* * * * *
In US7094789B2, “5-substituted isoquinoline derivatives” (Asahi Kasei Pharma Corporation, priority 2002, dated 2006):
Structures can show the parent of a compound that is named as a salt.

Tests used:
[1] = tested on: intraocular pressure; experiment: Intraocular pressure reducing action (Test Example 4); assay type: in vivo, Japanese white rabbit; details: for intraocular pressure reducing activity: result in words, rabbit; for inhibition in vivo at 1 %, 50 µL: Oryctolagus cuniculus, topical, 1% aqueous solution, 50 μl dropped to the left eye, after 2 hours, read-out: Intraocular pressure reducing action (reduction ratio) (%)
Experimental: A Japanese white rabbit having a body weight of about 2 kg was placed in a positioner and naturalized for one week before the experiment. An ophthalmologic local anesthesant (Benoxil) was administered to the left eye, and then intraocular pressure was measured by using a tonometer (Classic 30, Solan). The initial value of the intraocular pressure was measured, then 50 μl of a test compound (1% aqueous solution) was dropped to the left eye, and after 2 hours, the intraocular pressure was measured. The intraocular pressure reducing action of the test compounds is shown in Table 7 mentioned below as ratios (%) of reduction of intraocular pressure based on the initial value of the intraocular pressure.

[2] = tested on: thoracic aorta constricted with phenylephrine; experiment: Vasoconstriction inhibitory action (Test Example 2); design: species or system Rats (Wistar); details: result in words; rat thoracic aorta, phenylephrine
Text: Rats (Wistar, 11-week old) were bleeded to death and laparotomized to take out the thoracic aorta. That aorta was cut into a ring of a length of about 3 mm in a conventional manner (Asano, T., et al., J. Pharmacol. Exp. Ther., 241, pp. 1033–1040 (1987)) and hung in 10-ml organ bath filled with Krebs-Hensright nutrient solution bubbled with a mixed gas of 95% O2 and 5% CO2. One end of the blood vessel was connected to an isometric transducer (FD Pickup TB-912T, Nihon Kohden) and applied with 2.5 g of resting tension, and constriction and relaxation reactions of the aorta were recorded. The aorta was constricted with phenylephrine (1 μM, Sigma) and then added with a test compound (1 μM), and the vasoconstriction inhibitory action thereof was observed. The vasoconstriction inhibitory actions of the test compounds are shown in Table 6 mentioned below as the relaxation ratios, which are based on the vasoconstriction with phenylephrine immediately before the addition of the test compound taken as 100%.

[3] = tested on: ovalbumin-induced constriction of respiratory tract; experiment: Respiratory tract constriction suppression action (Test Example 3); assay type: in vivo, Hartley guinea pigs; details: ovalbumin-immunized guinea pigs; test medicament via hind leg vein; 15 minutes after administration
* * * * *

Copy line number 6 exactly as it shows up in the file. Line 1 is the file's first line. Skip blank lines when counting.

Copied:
[2] = tested on: thoracic aorta constricted with phenylephrine; experiment: Vasoconstriction inhibitory action (Test Example 2); design: species or system Rats (Wistar); details: result in words; rat thoracic aorta, phenylephrine